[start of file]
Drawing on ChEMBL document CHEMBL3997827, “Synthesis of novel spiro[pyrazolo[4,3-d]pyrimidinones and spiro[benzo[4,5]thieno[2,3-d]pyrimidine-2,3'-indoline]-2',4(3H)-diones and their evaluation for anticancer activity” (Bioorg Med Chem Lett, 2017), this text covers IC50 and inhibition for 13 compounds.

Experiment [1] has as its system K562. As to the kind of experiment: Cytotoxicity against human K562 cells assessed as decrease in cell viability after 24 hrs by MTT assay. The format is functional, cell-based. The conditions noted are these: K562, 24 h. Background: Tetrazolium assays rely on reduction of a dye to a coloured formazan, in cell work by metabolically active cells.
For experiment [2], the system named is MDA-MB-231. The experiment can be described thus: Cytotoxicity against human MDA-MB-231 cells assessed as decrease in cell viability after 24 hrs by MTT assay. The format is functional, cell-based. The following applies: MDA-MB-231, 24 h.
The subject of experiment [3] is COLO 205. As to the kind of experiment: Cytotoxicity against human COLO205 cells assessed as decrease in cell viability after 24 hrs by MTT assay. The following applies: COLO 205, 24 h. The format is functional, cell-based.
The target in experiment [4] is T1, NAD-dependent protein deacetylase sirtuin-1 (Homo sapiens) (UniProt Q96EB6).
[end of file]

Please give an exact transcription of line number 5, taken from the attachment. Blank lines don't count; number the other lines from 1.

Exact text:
The target in experiment [4] is T1, NAD-dependent protein deacetylase sirtuin-1 (Homo sapiens) (UniProt Q96EB6).